Is there a convention when using the Wilson interval and all observations are successes (or failures) to artificially increase or decrease the lower bound of your CI estimate to encompass the observation?

I am calculating a confidence interval for a binomial proportion using the Wilson interval. (For reference, section 3.1 here and section 2.2 here.)

If you observe 100% success, the upper bound of the estimated CI will not be 1, though it approaches it asymptotically as n increases. That makes intuitive sense to me. Yet I see at least one example where the CI is expanded to include 1, despite the calculation. I'm wondering if there is a convention of doing this that I'm missing or if my example tool is an outlier.

A concrete example: I observe 60 successes in 60 trials. Using equation (4) of Brown et al. (first link, above) and K = 1.96 I get a 95% CI of (0.955, 0.985). However, the tool in the third link above returns (0.940, 1).

The tool's 95% CI is also wider. I'm less concerned about an outright math difference. But I am more concerned with that upper bound. I am calculating 95% CIs for quite a few trials of diagnostic tests, many of which show "perfect" results. Thus I'm looking for a solid justification for why my calculation is less optimistic than the clinicians' observations. Or, if there is a convention justifying post-hoc adjustments, I'd do that.

  • $\begingroup$ Can you edit to include the details of the input and output. When I follow the link I do not see that. $\endgroup$
    – mdewey
    Jun 3 '20 at 12:34
  • $\begingroup$ I've added more information on the specific calculation I'm doing as well as output from the tool. I've also separately emailed the tool authors. $\endgroup$ Jun 3 '20 at 12:50

Philosophical issues arise with binomial CIs when there are no successes or all successes (and for Poisson with no successes). Are you really prepared to contemplate that the the true success probability could be $0$ or $1$?

Examples: (1) You want to know whether Montana is completely free of a cattle disease. You test 1000 randomly chosen cattle and find all disease free. But there are many more than 1000 cattle in Montana. Maybe you wouldn't want to give a CI that includes $0.$

(2) As far as is known, particle G always decays within several microseconds of creation in a high energy collision of particles. Theorists hold out hope for a more stable G particle. Your group has made 1000 G particles all of which decayed almost instantly. What would you mean by a CI that includes $1?$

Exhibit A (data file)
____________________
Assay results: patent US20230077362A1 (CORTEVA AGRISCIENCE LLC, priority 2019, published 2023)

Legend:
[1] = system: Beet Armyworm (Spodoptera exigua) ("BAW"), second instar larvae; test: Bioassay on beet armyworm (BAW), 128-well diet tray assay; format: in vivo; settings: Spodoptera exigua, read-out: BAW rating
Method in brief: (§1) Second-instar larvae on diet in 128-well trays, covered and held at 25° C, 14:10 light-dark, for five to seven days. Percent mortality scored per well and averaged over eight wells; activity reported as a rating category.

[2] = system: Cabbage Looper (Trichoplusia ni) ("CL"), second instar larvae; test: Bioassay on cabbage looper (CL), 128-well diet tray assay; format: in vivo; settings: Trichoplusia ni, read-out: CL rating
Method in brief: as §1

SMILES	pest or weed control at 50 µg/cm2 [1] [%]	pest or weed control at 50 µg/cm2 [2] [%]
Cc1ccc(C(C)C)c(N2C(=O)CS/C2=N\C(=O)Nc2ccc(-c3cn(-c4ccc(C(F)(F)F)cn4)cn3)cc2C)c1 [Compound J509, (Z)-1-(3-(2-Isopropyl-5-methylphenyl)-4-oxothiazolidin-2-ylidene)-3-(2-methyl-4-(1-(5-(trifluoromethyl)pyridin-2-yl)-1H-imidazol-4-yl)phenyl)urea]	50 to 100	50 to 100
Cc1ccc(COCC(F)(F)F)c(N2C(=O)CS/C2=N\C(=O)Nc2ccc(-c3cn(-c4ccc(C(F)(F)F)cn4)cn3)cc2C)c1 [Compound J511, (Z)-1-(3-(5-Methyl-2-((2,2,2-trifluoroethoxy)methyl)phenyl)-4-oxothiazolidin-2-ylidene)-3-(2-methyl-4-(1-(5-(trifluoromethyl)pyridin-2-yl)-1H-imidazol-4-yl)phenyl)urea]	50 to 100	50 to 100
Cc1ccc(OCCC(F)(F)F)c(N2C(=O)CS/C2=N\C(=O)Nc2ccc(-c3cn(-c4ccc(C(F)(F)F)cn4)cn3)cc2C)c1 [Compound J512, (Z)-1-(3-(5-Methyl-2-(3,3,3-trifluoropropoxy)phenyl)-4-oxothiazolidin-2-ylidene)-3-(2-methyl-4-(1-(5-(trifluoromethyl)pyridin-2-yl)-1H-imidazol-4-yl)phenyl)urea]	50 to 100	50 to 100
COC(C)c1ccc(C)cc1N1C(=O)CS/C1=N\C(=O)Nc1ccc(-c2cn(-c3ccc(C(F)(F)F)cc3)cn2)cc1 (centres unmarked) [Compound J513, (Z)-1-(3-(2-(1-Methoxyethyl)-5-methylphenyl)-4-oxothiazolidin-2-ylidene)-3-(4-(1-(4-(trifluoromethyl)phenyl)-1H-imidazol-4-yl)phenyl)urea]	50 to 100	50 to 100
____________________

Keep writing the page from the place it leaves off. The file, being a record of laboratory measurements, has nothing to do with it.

I suppose there may be 'conventions' about including $0$ or $1,$ or not, depending on the purpose and setting of the CI.

If you are in a setting where a Bayesian approach is appropriate, you could choose a prior distribution that envisions possible $1$ parameter values (or $0$) or a prior that does not. Then your interval estimate would be based on a Bayesian posterior distribution.

The fundamentally Bayesian Jeffreys interval estimate based on an 'uninformative' prior is often used as a frequentist CI (see Wikipedia on binomial CIs). Maybe you should consider it in its 'native' Bayesian sense.

  • $\begingroup$ Thanks for this. My question is specifically around the conventions though, particularly in the biomedical context. What I'm trying to avoid is a situation where my calculation is (rightly or wrongly) considered "outside of the norm" and ignored. $\endgroup$ Jun 3 '20 at 17:15
  • 1
    $\begingroup$ I have seen various conventions. Suggest you look at articles on related topics, ask colleagues, and think about what message you want to give. If you're writing an article for publication you may get more advice than you want from reviewers and editors.// If no clear guidance or opinion, then choose a type of CI, say what it is, and use exactly the result it provides. $\endgroup$
    – BruceET
    Jun 3 '20 at 18:34
  • $\begingroup$ Thanks. I dug around a bit this afternoon and managed to track down the discrepancy. So marking your answer as correct. $\endgroup$ Jun 3 '20 at 19:40

Contrary to your assertion in the question, the Wilson score interval with no successes (failures) should be an interval with an endpoint exactly at zero (one). The form of the interval in this case is as follows. Let $\chi_{1, \alpha}^2$ denote the critical point of the chi-squared distribution with one degree-of-freedom, using the upper-tail area $\alpha$. With no successes (failures), the Wilson score interval reduces to the respective forms:

$$\text{CI}_p(1-\alpha) = \Bigg[ 0 , \frac{\chi_{1, \alpha}^2}{n + \chi_{1, \alpha}^2} \Bigg] \quad \quad \quad \text{CI}_p(0.95) = \Bigg[ 1-\frac{\chi_{1, \alpha}^2}{n + \chi_{1, \alpha}^2}, 1 \Bigg].$$

Using your data with $n=60$ data points and no failures, and taking $\alpha = 0.05$ for a 95% confidence interval, gives you the interval:

$$\text{CI}_p(0.95) = \Bigg[ 0.9398281, 1 \Bigg].$$

As you can see, this interval encompasses the point $\theta = 1$, just as it should. Consequently, there is no need to artificially alter the bounds of the interval. If you would like to compute the Wilson-score interval, this has been implemented in the CONF.prop function in the stat.extend package. Applying that function for your data confirms the above manual calculations.

#Compute the confidence interval (with no failures)
CONF.prop(sample.prop = 1, n = 60, alpha = 0.05)

        Confidence Interval (CI) 
95.00% CI for proportion parameter for infinite population 
Interval uses 60 binary data points with sample proportion = 1.0000 

[0.93982814785791, 1]

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